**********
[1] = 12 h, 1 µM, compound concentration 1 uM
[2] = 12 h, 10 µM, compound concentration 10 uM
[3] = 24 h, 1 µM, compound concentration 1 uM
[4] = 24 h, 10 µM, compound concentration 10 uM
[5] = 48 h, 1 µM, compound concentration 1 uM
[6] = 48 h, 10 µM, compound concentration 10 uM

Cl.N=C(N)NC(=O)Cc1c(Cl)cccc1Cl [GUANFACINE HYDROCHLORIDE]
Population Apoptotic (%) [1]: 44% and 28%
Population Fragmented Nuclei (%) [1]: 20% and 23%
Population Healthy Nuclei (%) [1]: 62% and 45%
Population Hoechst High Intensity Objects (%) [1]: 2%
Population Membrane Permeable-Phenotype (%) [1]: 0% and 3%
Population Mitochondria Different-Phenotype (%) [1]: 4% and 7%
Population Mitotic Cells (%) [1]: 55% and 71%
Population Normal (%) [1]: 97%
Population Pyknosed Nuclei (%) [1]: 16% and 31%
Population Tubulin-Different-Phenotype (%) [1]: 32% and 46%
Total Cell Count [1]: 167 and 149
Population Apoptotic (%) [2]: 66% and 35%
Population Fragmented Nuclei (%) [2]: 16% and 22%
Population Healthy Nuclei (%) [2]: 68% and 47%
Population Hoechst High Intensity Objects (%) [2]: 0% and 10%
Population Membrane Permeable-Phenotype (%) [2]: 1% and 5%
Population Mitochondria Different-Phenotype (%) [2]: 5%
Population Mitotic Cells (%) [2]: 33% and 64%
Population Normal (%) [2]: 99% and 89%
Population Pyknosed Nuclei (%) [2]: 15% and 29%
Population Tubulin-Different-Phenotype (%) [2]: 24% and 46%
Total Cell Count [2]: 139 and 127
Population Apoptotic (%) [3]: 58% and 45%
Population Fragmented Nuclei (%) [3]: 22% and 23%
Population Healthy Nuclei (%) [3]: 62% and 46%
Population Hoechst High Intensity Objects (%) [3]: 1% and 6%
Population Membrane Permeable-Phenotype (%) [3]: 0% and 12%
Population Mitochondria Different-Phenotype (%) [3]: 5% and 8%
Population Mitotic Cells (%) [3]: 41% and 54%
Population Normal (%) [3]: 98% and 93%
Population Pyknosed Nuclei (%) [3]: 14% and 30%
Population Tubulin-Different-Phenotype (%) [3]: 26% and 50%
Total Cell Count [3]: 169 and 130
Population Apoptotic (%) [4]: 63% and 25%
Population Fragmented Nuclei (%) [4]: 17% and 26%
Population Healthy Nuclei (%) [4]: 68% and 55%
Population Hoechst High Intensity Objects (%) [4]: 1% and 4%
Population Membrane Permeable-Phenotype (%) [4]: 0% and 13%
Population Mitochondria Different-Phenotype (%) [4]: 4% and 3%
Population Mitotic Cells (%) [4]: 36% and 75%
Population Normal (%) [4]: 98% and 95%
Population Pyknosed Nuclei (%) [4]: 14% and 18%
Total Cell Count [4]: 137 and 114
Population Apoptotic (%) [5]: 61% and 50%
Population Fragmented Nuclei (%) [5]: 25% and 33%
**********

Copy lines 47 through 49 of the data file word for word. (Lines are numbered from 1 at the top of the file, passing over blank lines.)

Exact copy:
Population Mitotic Cells (%) [4]: 36% and 75%
Population Normal (%) [4]: 98% and 95%
Population Pyknosed Nuclei (%) [4]: 14% and 18%